It would be cool if my family lived near me. As an introvert, I donít mind climate over people. My family that lives in New Jersey and the east coast are my dadís entire family and a few of my momís relatives that live in NYC. My momís relatives mostly live in California. Donít get me wrong, but both sides of family did really nice things that I should be very grateful for. They give me spending money at times, my grandparents sometimes pay my college bills, etc. I have a big family and they all live in different states. I love my dadís side of the family and they were better when I was little (talking about the NJ relatives only), but nowadays they changed. They got really nosy since my college years. Iím tired of our house phone ringing every day and having to pick it up. Theyíve changed ever and became more uptight after a ďbaby sprawlĒ of little kids were born into the family during my middle school days.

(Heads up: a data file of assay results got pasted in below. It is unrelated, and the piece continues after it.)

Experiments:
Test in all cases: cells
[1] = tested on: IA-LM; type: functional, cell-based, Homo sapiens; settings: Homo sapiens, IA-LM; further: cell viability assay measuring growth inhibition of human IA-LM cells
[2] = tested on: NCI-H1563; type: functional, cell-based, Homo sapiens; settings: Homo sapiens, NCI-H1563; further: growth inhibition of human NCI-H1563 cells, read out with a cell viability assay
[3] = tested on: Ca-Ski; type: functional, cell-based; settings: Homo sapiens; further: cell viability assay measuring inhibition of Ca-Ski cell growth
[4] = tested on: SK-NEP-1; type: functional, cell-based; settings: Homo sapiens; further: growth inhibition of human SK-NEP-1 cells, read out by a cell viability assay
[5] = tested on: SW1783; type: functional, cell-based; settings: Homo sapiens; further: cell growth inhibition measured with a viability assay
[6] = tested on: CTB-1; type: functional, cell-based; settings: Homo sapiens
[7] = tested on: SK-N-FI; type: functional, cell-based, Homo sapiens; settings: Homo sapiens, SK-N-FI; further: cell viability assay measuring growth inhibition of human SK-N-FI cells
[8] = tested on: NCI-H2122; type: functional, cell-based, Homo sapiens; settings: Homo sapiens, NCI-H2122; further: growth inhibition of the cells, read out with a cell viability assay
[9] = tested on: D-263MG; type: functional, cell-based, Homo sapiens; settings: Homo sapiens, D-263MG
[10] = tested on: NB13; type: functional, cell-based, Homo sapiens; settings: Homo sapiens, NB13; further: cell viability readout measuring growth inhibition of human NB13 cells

Example: Yesterday, we were celebrating my grandmotherís birthday, since we couldnít celebrate a month ago. I couldnít go, because I was studying for this semesterís finals. My aunt (my dadís sister who lives with my grandmother) calls the phone before we go asking me to come for one hour and then sheís telling me I am overdoing it with studying and I will burn myself out. Ever since my high school days, every time I go to my grandmotherís house, it's always a dumb part, and my little cousin is there with her little kid friends. My aunt always enjoys having little kids over and itís just annoying when she wants me to come just to visit little kids who arenít even part of the family and not the actual relatives. I hate having to see little kids and I donít plan on having my own kids at all! When I was little and up to my middle school days, NONE of this was a problem! It was peaceful going to see my grandmother at her house. I could go and relax and nobody was uptight. All my dadís relatives were better. The 2000s were the best.